If your kids abandon you in a nursing home, make sure you’ve got a super fund.  

Superannuation is generally not a thing that’s discussed by university students as we are usually in the throes of self-induced debt, caused by an excessive consumption of food, alcohol and shopping. However, it is very important to have a superannuation account set up, so that future you has a safety net to fall back onto; especially once you take into consideration the compounding effect of the funds. 

What is a superannuation?

Superannuation is a safety net (similar to a pension) that is set up when you begin employment, wherein a small portion of your income (9.5%) is paid by your employer into a superfund.  These payments are called super guarantee contributions or concessional (pre-tax) contributions and are paid in addition to your salary. Investment companies (also known as super funds), invest this money on your behalf into a variety of investment options such as shares, property and managed funds.

Initially, the effects of superannuation will be negligible however, throughout your time in employment, the compounding effect of the super contributions will accumulate. Had these funds been left alone in an ordinary bank account, the interest accumulated would have been very low as the funds are in the one place. Comparatively, super funds have the ability to invest your contributions in a diverse variety of options that generate higher investment returns.

For one to be eligible for superannuation you have to be 18 years old and earn over $450 (prior to tax) in a month, regardless of whether or not you’re employed on a full time, part time or casual basis. Although your employer is obligated to contribute to your super, it is important to note that you also have the option to contribute as much or as little as you would like over the course of your working life.

Which investment option should you choose?

There is a lot of flexibility in regard to what super fund you want to have your contributions paid into and how you want it to be invested.

The investment strategy that you opt for should be dependent upon a number of factors:

  • Your age
  • Whether or not you want higher returns at the expense of higher risks or more secure investments at the expense of having lower returns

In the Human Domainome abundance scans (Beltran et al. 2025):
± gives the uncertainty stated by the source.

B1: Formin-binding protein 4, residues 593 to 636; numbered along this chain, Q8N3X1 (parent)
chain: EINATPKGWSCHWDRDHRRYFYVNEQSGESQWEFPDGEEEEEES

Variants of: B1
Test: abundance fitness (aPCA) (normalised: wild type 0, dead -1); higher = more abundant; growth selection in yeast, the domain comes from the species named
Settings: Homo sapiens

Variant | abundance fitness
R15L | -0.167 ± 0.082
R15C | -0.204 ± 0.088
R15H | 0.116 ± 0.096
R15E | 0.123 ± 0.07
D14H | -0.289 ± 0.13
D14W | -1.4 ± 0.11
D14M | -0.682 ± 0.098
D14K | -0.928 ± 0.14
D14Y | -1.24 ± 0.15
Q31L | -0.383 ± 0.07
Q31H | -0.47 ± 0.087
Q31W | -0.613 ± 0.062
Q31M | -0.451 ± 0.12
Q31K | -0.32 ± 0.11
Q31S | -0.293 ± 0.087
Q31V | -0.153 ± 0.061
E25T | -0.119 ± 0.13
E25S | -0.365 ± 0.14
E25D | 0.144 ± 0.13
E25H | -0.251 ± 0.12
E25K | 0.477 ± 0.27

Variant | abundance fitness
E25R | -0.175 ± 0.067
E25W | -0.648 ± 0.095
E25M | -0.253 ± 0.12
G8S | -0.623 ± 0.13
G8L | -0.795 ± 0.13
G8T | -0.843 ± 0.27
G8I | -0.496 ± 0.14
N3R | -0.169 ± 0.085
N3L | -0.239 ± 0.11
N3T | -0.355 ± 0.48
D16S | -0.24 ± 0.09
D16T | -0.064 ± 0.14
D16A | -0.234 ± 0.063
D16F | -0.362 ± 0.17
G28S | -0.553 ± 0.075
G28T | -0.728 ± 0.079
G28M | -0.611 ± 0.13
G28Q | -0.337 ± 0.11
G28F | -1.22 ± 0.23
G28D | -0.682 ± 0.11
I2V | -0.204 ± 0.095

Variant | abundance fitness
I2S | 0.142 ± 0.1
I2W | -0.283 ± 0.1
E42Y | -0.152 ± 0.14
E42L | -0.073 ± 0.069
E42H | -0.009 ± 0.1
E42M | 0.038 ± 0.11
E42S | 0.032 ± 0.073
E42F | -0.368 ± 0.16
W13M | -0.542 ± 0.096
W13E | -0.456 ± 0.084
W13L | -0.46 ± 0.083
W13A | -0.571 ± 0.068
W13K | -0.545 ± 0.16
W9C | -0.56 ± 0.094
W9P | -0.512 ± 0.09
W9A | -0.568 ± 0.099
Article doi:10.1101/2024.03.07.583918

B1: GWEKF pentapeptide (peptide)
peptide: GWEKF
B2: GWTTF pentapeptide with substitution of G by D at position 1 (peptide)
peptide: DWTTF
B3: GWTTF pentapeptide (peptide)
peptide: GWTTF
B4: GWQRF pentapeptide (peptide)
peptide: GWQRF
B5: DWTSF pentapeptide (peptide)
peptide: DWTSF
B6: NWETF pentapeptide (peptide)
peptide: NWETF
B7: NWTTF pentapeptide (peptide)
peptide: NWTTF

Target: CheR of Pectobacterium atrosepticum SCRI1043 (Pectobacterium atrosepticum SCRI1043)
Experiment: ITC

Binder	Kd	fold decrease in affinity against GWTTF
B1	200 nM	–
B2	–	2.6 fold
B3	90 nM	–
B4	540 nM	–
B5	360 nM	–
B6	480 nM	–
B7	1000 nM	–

• The preservation age (which is the age you have to reach before you can access the funds)
  • Retirement goals
  • Level of involvement in your superfund

Type of Investment Options  

Growth –  this is where approximately 85% is invested solely in shares or property. This specific type of investment option is if you’re looking for something that will give you high returns over a long-time period. However, it is important to take into account that these higher returns come at the expense of a higher risk.

Balanced – choosing the balanced investment option will see approximately 70% of your super invested into shares or property whilst the remainder is invested in fixed interest and cash.  This option offers more security however the lower risk means that there will be a lower return.

Conservative – this option sees around 30% of your superfund invested into shares and property whilst the rest (if invested) goes into fixed interest and cash. This option is one you would opt for if you’re not as comfortable with investing at a higher risk. Thus, you’re more inclined to accept a trade-off in regard to having a lower return but more security. 

Cash – choosing this option would see 100% of your super fund invested in deposits with Australian deposit-taking institutions or in a capital guaranteed life insurance policy. By opting for this investment strategy, there is a very low volatility and thus it is very secure, however it comes at the cost of a very low return.

There are also other investment options such as: lifetime, socially responsible, aggressive, diversifiable bonds, international shares, Australian shares etc. so you’re not short of options to choose from.

Caitlyn Chan